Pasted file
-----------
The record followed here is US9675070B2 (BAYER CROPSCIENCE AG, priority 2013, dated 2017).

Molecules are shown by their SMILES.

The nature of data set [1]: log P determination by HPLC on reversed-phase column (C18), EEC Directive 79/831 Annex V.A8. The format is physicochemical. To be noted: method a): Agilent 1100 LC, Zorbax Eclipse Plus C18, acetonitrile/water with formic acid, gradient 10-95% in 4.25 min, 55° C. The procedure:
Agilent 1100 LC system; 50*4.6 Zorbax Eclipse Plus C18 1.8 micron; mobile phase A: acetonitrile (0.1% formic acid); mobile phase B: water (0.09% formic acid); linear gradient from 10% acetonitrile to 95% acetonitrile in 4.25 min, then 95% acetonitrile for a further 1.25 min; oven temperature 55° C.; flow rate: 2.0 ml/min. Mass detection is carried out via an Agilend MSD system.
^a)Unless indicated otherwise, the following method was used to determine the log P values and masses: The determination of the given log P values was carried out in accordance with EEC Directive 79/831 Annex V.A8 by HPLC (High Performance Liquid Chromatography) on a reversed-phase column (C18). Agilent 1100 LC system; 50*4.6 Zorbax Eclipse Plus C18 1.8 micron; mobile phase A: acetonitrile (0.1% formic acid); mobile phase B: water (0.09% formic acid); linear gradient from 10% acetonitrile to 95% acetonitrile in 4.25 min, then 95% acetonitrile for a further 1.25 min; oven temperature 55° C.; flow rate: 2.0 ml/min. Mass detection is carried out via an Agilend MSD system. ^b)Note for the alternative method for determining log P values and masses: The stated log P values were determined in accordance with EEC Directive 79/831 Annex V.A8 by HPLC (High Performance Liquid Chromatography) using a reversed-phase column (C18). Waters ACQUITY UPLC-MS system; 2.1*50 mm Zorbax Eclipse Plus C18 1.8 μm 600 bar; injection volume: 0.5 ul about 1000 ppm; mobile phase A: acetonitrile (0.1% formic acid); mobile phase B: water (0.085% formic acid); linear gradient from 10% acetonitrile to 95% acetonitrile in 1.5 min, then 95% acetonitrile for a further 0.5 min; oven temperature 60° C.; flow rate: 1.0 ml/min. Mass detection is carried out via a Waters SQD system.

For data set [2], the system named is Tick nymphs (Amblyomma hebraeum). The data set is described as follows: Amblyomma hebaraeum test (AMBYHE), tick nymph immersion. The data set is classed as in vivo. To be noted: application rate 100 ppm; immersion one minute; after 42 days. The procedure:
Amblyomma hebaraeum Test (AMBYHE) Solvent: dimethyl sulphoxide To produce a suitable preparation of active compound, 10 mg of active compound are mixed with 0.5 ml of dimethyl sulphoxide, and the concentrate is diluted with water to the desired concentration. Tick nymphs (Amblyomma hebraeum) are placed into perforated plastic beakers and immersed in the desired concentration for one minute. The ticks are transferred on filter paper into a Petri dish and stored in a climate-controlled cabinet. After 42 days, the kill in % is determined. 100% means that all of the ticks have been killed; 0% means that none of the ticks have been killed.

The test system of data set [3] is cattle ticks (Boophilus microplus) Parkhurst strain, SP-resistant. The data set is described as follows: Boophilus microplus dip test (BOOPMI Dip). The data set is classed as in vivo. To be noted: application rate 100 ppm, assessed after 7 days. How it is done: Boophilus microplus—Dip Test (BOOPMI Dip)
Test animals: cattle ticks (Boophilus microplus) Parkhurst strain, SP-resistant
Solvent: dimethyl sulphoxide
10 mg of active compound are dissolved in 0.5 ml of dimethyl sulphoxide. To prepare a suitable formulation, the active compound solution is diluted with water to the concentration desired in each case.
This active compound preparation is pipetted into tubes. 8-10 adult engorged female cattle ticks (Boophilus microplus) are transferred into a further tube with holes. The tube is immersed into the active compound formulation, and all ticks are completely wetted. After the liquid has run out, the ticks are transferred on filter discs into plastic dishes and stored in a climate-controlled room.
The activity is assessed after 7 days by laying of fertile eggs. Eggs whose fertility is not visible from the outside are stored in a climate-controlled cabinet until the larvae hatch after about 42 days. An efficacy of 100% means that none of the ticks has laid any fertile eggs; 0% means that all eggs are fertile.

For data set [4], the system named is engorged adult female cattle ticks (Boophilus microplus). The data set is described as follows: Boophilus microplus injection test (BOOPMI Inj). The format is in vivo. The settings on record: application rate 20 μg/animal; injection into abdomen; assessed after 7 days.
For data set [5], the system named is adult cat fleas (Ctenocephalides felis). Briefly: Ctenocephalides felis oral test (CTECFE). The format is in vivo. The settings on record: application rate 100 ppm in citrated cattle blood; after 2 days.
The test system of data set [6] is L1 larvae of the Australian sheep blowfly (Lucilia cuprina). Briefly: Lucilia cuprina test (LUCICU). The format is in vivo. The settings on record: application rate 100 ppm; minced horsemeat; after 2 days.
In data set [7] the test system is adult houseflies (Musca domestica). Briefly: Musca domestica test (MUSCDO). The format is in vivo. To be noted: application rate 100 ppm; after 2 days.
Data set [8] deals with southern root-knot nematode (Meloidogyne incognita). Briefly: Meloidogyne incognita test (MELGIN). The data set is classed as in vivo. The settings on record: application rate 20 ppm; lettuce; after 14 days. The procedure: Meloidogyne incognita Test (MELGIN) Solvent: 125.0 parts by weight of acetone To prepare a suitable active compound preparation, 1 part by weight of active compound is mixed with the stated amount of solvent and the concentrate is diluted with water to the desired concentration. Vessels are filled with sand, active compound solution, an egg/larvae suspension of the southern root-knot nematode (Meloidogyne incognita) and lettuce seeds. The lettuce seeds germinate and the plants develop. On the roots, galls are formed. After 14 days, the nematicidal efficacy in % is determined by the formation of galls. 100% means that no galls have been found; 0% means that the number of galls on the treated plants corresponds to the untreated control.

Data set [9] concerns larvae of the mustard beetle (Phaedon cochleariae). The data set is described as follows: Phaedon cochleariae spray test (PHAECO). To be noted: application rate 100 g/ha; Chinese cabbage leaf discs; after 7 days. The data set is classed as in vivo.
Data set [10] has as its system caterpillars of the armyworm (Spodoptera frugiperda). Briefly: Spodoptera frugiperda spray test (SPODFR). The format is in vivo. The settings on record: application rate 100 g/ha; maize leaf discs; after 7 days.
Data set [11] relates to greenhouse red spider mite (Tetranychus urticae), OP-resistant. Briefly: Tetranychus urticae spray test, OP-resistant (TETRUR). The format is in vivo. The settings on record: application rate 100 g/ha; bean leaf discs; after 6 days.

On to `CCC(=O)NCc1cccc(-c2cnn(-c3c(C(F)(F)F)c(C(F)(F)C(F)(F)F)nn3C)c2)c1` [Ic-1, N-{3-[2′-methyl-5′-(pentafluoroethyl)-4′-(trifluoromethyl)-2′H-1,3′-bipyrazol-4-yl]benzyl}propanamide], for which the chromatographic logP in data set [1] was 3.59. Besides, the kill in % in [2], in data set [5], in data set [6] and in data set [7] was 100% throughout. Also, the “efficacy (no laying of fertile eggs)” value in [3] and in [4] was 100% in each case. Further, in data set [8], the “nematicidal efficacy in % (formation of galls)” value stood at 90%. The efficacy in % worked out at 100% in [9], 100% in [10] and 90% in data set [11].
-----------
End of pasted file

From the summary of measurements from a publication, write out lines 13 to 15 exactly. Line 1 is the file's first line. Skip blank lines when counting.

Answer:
The activity is assessed after 7 days by laying of fertile eggs. Eggs whose fertility is not visible from the outside are stored in a climate-controlled cabinet until the larvae hatch after about 42 days. An efficacy of 100% means that none of the ticks has laid any fertile eggs; 0% means that all eggs are fertile.

For data set [4], the system named is engorged adult female cattle ticks (Boophilus microplus). The data set is described as follows: Boophilus microplus injection test (BOOPMI Inj). The format is in vivo. The settings on record: application rate 20 μg/animal; injection into abdomen; assessed after 7 days.
For data set [5], the system named is adult cat fleas (Ctenocephalides felis). Briefly: Ctenocephalides felis oral test (CTECFE). The format is in vivo. The settings on record: application rate 100 ppm in citrated cattle blood; after 2 days.